I would buy a Mesu 2 tomorrow if I were in the market for an observatory mount. The price is fantastic, the quality is fantastic and you can speak to the boss if you need to. Not even the European importers can speak to Takahashi...

The Mesu is now available from Telescope Service.

Olly

Edited by ollypenrice
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Hi Olly,

Very glad to hear the mount is working so well as this mount and scope sound a lovely combination :):). Can't wait to see some images with that intoxicating mix of accurate mount, big scope and fantastic skies :(.

Do you think that this set up will endear you to AP at longer focal lenghs ? :D:)

Clear Skies

Paul

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Hi Olly,

Very glad to hear the mount is working so well as this mount and scope sound a lovely combination :):). Can't wait to see some images with that intoxicating mix of accurate mount, big scope and fantastic skies :(.

Do you think that this set up will endear you to AP at longer focal lenghs ? :D:)

Clear Skies

Paul

Consider me enamoured, Pau! I wouldn't get involved in any kind of imaging in which I was asking more of the mount that it wanted to deliver. Here the Mesu has no trouble with 2.4 metres.

Olly

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Sounds like you're having a wonderful time with that mount Olly and creating more than a bit of jealousy I can tell you :D

Regarding the Tak. I always used Chucks Temma Driver with Maxim. It's certainly the best thing that happened to the Temma II and makes the Sky controlled telescope look like hard work.

BW

Robert

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Im intrigued by the steel on steel drive, how does it deal with expansion and contracton due to temperature changes?

Not a clue!

Since we have a working temperature range here of 40 degrees C taken over the year a problem will occur here if anywhere. I think we'll be fine though.

Olly

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Not a clue!

Since we have a working temperature range here of 40 degrees C taken over the year a problem will occur here if anywhere. I think we'll be fine though.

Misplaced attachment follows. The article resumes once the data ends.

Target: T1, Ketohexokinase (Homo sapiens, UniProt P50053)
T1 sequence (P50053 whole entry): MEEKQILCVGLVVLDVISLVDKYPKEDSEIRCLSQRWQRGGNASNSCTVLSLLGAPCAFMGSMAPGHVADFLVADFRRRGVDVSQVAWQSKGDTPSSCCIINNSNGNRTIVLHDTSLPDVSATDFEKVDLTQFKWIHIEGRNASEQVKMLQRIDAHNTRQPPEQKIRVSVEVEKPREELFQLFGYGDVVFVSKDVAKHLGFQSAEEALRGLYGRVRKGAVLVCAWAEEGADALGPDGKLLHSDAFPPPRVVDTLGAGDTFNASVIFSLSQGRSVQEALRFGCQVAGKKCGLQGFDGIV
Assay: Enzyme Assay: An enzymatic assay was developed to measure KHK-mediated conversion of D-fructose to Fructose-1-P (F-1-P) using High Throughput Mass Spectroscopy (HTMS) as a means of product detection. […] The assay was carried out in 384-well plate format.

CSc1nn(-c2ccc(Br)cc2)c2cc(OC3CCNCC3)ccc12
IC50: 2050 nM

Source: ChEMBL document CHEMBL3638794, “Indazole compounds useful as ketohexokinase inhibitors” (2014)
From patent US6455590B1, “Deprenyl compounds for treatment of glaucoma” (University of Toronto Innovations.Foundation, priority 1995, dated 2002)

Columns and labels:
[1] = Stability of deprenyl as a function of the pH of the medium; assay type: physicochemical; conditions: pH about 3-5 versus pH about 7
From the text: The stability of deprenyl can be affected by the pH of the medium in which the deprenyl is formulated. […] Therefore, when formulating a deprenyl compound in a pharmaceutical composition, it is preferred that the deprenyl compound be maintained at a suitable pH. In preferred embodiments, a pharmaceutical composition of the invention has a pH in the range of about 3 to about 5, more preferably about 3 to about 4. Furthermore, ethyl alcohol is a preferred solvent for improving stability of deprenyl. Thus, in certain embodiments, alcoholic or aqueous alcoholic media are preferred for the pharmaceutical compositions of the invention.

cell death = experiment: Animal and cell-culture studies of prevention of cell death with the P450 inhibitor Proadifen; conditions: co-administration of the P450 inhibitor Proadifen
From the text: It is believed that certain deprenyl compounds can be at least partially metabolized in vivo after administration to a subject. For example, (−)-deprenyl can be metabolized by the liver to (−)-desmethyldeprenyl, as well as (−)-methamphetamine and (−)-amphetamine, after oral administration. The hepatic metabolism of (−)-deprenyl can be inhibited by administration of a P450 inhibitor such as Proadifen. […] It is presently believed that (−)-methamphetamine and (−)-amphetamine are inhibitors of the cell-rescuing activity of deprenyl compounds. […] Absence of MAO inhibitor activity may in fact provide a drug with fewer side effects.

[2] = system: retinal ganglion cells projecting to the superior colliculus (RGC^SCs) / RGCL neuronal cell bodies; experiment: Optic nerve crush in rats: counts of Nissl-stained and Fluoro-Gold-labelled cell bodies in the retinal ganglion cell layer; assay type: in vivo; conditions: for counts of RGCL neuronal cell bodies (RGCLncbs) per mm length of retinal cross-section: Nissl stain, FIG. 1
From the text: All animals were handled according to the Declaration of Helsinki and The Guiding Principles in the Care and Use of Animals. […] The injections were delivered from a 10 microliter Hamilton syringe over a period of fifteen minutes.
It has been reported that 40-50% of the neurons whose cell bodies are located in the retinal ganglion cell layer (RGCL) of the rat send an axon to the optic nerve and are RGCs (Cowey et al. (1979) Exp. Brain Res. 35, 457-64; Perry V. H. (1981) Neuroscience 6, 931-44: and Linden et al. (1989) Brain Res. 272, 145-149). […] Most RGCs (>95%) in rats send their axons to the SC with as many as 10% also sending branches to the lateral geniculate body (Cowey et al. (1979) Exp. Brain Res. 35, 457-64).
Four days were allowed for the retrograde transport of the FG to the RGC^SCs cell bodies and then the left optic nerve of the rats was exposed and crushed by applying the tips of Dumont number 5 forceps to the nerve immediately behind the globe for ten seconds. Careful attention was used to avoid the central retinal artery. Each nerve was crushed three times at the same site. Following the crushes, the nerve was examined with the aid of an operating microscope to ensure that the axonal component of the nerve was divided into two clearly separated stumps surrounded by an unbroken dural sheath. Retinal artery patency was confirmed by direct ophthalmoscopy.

Olly

Im guessing its spring loaded, still can't work out how they don't slip, like a train wheel on a track?

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I'm not sure, Earl. Yves is a Mac man so he has Sky Safari on the computer he installed here. I expect all mount the software will be ASCOM compatible. It should be straightforward enough but it didn't want to work straight away and in the brief spell during which he brought the gear down and we put it together Yves didn't get it to work. To be honest it was a low priority since I wouldn't use it anyway!!!

Olly

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Hi Olly,

Undoubtedly this mount has been on my list as an upgrade option so thank you for the further details.

From your description above, it sounds like you haven't slewed from a home position and that you just point to a nominated star and align. Do I infer from this that Mesu doesn't have a "park to home" facility and that everything is based on the initial star alignment? Presumably there is the option to do multiple alignments for greater accuracy?

Also, you don't mention polar alignment. Does your star alignment procedure effectively deal with this, eg, something similar to Alignmaster?

Thanks, Alistair

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Hi Olly,

Undoubtedly this mount has been on my list as an upgrade option so thank you for the further details.

From your description above, it sounds like you haven't slewed from a home position and that you just point to a nominated star and align. Do I infer from this that Mesu doesn't have a "park to home" facility and that everything is based on the initial star alignment? Presumably there is the option to do multiple alignments for greater accuracy?

Also, you don't mention polar alignment. Does your star alignment procedure effectively deal with this, eg, something similar to Alignmaster?

Thanks, Alistair